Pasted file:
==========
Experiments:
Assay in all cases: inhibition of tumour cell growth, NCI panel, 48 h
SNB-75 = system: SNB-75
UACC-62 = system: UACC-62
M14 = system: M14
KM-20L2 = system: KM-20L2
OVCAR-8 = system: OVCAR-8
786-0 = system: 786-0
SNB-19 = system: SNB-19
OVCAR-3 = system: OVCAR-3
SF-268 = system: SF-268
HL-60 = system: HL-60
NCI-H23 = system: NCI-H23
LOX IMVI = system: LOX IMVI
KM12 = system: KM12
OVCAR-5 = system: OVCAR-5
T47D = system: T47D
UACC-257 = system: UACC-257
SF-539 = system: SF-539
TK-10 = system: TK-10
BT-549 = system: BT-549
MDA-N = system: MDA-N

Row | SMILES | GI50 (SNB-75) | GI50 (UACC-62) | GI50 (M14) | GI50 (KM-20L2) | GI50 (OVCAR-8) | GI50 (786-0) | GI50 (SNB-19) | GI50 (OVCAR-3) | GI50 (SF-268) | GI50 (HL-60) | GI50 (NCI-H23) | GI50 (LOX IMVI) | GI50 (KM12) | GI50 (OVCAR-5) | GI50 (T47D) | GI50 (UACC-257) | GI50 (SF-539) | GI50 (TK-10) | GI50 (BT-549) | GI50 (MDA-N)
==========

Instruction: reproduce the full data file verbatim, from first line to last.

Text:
Experiments:
Assay in all cases: inhibition of tumour cell growth, NCI panel, 48 h
SNB-75 = system: SNB-75
UACC-62 = system: UACC-62
M14 = system: M14
KM-20L2 = system: KM-20L2
OVCAR-8 = system: OVCAR-8
786-0 = system: 786-0
SNB-19 = system: SNB-19
OVCAR-3 = system: OVCAR-3
SF-268 = system: SF-268
HL-60 = system: HL-60
NCI-H23 = system: NCI-H23
LOX IMVI = system: LOX IMVI
KM12 = system: KM12
OVCAR-5 = system: OVCAR-5
T47D = system: T47D
UACC-257 = system: UACC-257
SF-539 = system: SF-539
TK-10 = system: TK-10
BT-549 = system: BT-549
MDA-N = system: MDA-N

Row | SMILES | GI50 (SNB-75) | GI50 (UACC-62) | GI50 (M14) | GI50 (KM-20L2) | GI50 (OVCAR-8) | GI50 (786-0) | GI50 (SNB-19) | GI50 (OVCAR-3) | GI50 (SF-268) | GI50 (HL-60) | GI50 (NCI-H23) | GI50 (LOX IMVI) | GI50 (KM12) | GI50 (OVCAR-5) | GI50 (T47D) | GI50 (UACC-257) | GI50 (SF-539) | GI50 (TK-10) | GI50 (BT-549) | GI50 (MDA-N)